Catherine Scott talks to James Houston.
Eight years ago James Houston and a group of friends came up with the idea of holding a beer festival in the ground of the Durham Ox, in Crayke, near Easingwold in North Yorkshire.
They had 32 beers, a few bands and 500 visitors, and raised £3,000 for charity so thought they’d make it an annual event.
This weekend the Galtres Festival will attract 5,000 visitors, there will be 100 bands including Adam Ant and Ocean Colour Scene performing on five stages, 100 beers and ciders are on offer and there are 100 different children’s attractions.
What started as little more than a local beer festival now lives up to its name as the Glastonbury of the North.
“We never thought eight years ago that the festival would be anything like the size it is now,” says James Houston, founder and festival director.
“If anyone had said that I would spend most of my time organising the festival and booking such big name bands I wouldn’t have believed them.”
The festival takes its name from the forest which used to cover much of that area of North Yorkshire. And it prides itself on its green credentials.
“We do as much as possible to reduce our carbon footprint,” explains James.
“And we are also trying to restore some of the original Galtres Forest.”
Everyone who buys their tickets online is offered the opportunity to also make a donation of £5 which goes toward sourcing and planting a tree. Organisers have also teamed up with Treemendous York to fund their tree-planting initiatives – they want to plant 50,000 trees in and around the city of York. They are committed to recycling and composting.
James is also keen that the festival supports the local economy with all food providers being told they must source all their produce locally.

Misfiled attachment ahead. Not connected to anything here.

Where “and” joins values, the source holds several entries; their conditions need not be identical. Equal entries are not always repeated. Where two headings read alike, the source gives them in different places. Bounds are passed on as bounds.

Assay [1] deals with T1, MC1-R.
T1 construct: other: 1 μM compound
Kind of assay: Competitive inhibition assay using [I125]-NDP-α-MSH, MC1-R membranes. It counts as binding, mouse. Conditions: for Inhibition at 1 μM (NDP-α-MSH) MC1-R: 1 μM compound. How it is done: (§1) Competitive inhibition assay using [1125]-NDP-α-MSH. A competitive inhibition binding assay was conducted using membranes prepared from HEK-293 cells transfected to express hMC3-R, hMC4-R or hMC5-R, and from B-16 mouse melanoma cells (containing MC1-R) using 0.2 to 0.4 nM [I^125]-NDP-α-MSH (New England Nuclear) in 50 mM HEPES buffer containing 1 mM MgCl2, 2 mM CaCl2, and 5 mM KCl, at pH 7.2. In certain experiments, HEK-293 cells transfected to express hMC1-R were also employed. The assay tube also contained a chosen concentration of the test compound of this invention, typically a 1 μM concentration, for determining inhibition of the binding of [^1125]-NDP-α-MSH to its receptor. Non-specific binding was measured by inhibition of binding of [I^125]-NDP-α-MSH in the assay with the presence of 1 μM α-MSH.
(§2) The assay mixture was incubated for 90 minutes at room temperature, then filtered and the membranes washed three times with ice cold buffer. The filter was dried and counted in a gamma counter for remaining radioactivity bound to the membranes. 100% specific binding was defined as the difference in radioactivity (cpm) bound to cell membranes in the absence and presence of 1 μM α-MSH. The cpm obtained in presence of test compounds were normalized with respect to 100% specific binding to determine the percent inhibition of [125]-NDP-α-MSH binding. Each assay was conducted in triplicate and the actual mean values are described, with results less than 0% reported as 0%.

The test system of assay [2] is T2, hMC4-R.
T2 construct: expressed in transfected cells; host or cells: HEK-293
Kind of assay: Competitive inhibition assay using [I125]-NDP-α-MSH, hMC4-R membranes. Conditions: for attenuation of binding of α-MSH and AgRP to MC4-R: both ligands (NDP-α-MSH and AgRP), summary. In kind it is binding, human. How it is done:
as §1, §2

However the success of the festival has caused a bit of a headache for their carbon neutral principles
“It is difficult when we are trying to reduce our carbon footprint and then we have people coming from Canada and other parts of the world.”
But they do offer reduced prices to locals who on the whole they get on well with.
“Last year was difficult as the conditions were so bad people’s cars did get stuck and it caused a problem with the traffic,” says James,
“But generally we have the support of the locals.”
James is proud that the Galtres festival is a real family affair.
Father to five-year-old Henry and a stepfather of three, he wants the festival to appeal to the whole family.
“We don’t just want the children to sit there and be entertained, we want them to really get involved,there will be lots of workshops and things for them to do.”
Each year the festival has a theme and this year it is Dragons and Knights which will include jousting displays by The Knights of the Damned, a medieval village, falconry, a Knight School, witches and wizardry, and culminating in a spectacular Dragon Ball on the Sunday Night which includes a Chinese Dragon Dance.
So while 5,000 festival goers enjoy the fun, spare a thought for James. He has already started planning Galtres Festival 2013.
And that’s when he’s not doing his day job. James runs an interactive media company which produces educational material for primary school children.
“But I do end up spending most of my time doing the thing I love,” he admits.